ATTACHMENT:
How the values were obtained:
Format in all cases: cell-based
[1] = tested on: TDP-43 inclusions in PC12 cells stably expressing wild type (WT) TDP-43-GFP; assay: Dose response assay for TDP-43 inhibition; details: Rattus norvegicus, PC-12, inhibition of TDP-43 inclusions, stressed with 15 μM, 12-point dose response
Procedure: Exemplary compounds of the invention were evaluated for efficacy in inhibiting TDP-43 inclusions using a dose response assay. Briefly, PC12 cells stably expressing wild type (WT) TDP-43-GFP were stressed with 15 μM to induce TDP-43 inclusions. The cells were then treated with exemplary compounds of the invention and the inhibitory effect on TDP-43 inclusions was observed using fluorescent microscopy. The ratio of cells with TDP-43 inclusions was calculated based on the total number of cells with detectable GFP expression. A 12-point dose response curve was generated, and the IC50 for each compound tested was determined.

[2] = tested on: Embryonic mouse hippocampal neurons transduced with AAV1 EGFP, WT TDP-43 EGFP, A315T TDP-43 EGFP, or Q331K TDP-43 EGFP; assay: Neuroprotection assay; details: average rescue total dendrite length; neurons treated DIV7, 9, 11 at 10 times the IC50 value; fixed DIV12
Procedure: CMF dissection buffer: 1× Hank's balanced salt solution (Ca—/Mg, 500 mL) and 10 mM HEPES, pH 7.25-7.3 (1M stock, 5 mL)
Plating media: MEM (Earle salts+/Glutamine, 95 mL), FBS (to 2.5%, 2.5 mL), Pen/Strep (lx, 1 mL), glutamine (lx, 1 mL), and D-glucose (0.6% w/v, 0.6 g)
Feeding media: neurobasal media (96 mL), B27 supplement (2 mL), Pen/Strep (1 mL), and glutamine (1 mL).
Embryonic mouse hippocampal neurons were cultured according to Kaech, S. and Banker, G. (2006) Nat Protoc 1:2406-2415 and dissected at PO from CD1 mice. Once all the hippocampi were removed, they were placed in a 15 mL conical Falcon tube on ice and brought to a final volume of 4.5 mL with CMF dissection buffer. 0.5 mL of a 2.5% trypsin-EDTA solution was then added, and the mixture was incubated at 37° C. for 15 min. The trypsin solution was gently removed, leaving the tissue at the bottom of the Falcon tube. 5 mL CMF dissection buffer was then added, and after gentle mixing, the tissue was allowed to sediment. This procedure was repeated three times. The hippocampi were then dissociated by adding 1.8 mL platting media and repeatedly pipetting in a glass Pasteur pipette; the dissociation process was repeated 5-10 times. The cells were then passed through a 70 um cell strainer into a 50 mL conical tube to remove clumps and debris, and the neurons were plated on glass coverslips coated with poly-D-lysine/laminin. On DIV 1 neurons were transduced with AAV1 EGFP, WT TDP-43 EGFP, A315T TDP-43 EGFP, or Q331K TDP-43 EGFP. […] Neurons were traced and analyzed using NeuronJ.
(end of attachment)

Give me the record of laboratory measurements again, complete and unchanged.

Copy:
How the values were obtained:
Format in all cases: cell-based
[1] = tested on: TDP-43 inclusions in PC12 cells stably expressing wild type (WT) TDP-43-GFP; assay: Dose response assay for TDP-43 inhibition; details: Rattus norvegicus, PC-12, inhibition of TDP-43 inclusions, stressed with 15 μM, 12-point dose response
Procedure: Exemplary compounds of the invention were evaluated for efficacy in inhibiting TDP-43 inclusions using a dose response assay. Briefly, PC12 cells stably expressing wild type (WT) TDP-43-GFP were stressed with 15 μM to induce TDP-43 inclusions. The cells were then treated with exemplary compounds of the invention and the inhibitory effect on TDP-43 inclusions was observed using fluorescent microscopy. The ratio of cells with TDP-43 inclusions was calculated based on the total number of cells with detectable GFP expression. A 12-point dose response curve was generated, and the IC50 for each compound tested was determined.

[2] = tested on: Embryonic mouse hippocampal neurons transduced with AAV1 EGFP, WT TDP-43 EGFP, A315T TDP-43 EGFP, or Q331K TDP-43 EGFP; assay: Neuroprotection assay; details: average rescue total dendrite length; neurons treated DIV7, 9, 11 at 10 times the IC50 value; fixed DIV12
Procedure: CMF dissection buffer: 1× Hank's balanced salt solution (Ca—/Mg, 500 mL) and 10 mM HEPES, pH 7.25-7.3 (1M stock, 5 mL)
Plating media: MEM (Earle salts+/Glutamine, 95 mL), FBS (to 2.5%, 2.5 mL), Pen/Strep (lx, 1 mL), glutamine (lx, 1 mL), and D-glucose (0.6% w/v, 0.6 g)
Feeding media: neurobasal media (96 mL), B27 supplement (2 mL), Pen/Strep (1 mL), and glutamine (1 mL).
Embryonic mouse hippocampal neurons were cultured according to Kaech, S. and Banker, G. (2006) Nat Protoc 1:2406-2415 and dissected at PO from CD1 mice. Once all the hippocampi were removed, they were placed in a 15 mL conical Falcon tube on ice and brought to a final volume of 4.5 mL with CMF dissection buffer. 0.5 mL of a 2.5% trypsin-EDTA solution was then added, and the mixture was incubated at 37° C. for 15 min. The trypsin solution was gently removed, leaving the tissue at the bottom of the Falcon tube. 5 mL CMF dissection buffer was then added, and after gentle mixing, the tissue was allowed to sediment. This procedure was repeated three times. The hippocampi were then dissociated by adding 1.8 mL platting media and repeatedly pipetting in a glass Pasteur pipette; the dissociation process was repeated 5-10 times. The cells were then passed through a 70 um cell strainer into a 50 mL conical tube to remove clumps and debris, and the neurons were plated on glass coverslips coated with poly-D-lysine/laminin. On DIV 1 neurons were transduced with AAV1 EGFP, WT TDP-43 EGFP, A315T TDP-43 EGFP, or Q331K TDP-43 EGFP. […] Neurons were traced and analyzed using NeuronJ.